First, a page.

On September 6, Al Jazeera reported that the Taliban had invited Turkey, China, Russia, Iran, Pakistan and Qatar to attend a ceremony announcing a new Afghan government after the dramatic U.S. withdrawal. Turkey is the only NATO member nation on the Taliban’s guest list of countries. It is the only country with an official (candidacy) link to the European Union.

Around the Taliban, and in a bizarre combination of convergence of interests and ideological kinship, a new anti-Western circle is evolving, including a willing NATO member state.

Islamist ideology is not the only motive for Turkey in joining the Taliban-centric group of unofficial allies. Russia, for instance, does not recognize the Taliban. Anti-Western sentiments are bringing together these regional powers, who are now courting Afghanistan’s radical rulers.

Turkey’s partnership in the U.S.-led, multinational consortium that builds the F-35 fighter jet was suspended after Ankara decided to acquire the Russian-made S-400 air defense system. The decision cost Turkey’s defense industry $10 billion worth of lost contracts and U.S. (CAATSA) sanctions. The damage, moreover, is not unilateral. The hard lesson learned from relying on an “ally” for critical production, then needing to reshore that capability as politics change, ultimately will cost U.S. taxpayers between $500 million and $600 million in nonrecurring engineering costs, according to Ellen Lord, the previous Under Secretary of Defense for Acquisition.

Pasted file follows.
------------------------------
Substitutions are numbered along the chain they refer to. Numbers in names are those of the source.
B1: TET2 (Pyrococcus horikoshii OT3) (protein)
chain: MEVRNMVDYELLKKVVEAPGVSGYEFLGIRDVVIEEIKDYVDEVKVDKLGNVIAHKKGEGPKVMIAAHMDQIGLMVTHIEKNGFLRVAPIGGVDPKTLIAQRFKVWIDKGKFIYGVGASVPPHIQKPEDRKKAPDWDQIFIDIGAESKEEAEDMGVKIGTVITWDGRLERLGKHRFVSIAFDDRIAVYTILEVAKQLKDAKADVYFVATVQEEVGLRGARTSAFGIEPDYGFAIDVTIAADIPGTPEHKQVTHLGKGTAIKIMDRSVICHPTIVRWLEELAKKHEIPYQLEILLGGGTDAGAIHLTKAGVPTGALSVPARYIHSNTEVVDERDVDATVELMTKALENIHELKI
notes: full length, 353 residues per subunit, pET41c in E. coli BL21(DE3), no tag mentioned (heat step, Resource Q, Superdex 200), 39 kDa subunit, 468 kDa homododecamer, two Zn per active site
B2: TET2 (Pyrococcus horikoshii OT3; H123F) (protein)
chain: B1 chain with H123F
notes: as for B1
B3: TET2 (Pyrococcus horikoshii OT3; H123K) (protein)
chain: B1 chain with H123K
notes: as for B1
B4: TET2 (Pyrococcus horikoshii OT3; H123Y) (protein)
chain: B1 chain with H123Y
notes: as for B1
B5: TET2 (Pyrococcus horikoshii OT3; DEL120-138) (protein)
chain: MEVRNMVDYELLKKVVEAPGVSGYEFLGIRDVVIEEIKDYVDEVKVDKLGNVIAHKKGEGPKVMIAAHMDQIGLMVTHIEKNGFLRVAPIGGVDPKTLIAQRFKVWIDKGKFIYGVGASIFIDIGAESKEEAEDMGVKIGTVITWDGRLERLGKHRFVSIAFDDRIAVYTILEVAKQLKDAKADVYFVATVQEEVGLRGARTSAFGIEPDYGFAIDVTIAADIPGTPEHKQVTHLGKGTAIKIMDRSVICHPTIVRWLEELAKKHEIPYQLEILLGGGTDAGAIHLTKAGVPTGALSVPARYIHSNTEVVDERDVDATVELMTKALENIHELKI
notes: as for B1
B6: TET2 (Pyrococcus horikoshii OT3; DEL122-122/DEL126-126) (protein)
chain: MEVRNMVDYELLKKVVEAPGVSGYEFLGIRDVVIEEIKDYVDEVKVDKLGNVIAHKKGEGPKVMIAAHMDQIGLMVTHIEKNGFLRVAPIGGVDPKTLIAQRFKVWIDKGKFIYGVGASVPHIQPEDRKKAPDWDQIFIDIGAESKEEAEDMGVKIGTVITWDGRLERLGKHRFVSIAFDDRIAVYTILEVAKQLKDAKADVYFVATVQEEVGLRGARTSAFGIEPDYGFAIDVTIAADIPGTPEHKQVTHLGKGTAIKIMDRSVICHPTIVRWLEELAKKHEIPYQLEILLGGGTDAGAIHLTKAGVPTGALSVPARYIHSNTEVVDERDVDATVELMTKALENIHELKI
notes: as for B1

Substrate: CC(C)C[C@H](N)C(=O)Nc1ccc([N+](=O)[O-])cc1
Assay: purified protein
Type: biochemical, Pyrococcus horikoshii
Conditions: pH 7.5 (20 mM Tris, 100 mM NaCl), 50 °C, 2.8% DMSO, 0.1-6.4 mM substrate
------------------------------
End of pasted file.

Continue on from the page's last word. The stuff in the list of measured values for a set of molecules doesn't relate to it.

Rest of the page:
On the Turkish side, the lesson seems not to have been learned at all. Russian state-run arms exporter Rosoboronexport said at the end of August that it may soon sign a new contract with Turkey for the supply of more S-400 air defense missile systems. “Consultations are continuing. I believe they are already at their final stage,” its Director General Alexander Mikheev said at the International Military-Technical Forum, Army-2021, without disclosing details of the possible contract.

Confirming that, Erdoğan said on August 29 that Turkey has no hesitations about purchasing a second batch of the S-400s from Russia. “Regarding … the purchase of the second [S-400] package and so on; we have no hesitation regarding these matters. We have taken many steps with Russia, whether it be the S-400 or the defense industry,” Erdoğan told reporters.

Russia’s military engagement with Turkey may not be limited to an advanced air defense system only. The Director of Russia’s Federal Service for Military-Technical Cooperation, Dmitry Shugayev, has signaled that Moscow and Ankara are in talks over possible joint ventures concerning Turkey’s efforts to build a new indigenous fighter aircraft, the TF-X. “At this stage, consultations are underway with the Turkish side at the level of specialized groups on the issues of interaction in creating the Turkish national fighter.” Shugayev said.

U.S. President Joe Biden’s Afghan drama will spur a number of anti-Western alliances based on different anti-Western calculations. Proof? Just look at the names of the countries on Taliban’s invitation list for its birthday party.